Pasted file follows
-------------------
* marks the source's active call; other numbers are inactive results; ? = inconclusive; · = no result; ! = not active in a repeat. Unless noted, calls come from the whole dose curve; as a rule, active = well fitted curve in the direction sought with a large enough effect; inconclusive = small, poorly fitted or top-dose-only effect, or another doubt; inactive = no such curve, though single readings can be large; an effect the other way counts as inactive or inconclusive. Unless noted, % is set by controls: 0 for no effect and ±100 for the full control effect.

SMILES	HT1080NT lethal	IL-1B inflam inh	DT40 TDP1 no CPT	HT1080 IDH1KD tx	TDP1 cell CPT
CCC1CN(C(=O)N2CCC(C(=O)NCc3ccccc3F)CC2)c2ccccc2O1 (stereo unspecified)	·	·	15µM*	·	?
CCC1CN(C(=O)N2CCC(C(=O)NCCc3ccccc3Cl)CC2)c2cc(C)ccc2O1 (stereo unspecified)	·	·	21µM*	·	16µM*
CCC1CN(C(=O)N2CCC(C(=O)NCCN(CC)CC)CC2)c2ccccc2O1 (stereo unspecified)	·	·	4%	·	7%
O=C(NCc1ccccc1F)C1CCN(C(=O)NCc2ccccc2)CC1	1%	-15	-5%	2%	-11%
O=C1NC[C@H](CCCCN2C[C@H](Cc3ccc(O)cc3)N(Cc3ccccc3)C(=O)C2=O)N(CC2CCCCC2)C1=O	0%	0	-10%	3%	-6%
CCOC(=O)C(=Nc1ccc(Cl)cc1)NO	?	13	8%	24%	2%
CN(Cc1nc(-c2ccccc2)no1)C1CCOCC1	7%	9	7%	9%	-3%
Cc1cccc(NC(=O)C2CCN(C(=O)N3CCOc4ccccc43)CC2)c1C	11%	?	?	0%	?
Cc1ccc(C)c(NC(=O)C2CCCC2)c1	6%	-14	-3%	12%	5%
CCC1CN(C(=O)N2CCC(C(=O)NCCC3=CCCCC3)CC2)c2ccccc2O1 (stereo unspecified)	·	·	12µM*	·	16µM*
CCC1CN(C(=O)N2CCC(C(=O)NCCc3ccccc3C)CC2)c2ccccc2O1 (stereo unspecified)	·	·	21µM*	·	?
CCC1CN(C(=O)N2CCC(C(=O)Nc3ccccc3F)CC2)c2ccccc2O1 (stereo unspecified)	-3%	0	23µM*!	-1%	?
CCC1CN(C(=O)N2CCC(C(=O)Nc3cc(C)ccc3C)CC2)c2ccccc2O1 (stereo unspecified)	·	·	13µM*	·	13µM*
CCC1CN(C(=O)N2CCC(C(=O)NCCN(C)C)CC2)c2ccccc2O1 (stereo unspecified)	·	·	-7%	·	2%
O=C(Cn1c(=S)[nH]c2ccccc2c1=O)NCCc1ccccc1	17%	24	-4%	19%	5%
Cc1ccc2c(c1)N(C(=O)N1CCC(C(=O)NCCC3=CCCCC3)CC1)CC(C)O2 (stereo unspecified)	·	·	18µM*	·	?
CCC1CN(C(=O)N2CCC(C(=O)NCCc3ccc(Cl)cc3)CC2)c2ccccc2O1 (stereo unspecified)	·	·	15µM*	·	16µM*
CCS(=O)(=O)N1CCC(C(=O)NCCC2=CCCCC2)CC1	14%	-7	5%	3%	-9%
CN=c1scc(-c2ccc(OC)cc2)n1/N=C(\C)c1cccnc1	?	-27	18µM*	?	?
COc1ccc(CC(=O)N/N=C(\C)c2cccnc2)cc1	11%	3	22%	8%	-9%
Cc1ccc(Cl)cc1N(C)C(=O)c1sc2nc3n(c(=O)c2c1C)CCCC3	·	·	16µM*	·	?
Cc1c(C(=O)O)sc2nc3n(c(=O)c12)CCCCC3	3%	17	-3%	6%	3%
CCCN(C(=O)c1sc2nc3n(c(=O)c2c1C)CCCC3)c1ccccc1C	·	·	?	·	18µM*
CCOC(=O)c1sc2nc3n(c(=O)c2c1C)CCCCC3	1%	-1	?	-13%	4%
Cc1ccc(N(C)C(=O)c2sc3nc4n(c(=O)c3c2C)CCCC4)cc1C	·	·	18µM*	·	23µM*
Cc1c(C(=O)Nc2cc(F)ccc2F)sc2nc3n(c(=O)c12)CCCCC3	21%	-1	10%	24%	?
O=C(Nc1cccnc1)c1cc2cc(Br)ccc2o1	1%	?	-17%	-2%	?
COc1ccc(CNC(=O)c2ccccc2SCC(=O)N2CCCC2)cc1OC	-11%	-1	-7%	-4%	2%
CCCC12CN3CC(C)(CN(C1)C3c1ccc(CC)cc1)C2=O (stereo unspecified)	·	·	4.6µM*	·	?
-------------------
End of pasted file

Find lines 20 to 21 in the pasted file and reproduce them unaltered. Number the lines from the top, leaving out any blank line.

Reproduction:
CCS(=O)(=O)N1CCC(C(=O)NCCC2=CCCCC2)CC1	14%	-7	5%	3%	-9%
CN=c1scc(-c2ccc(OC)cc2)n1/N=C(\C)c1cccnc1	?	-27	18µM*	?	?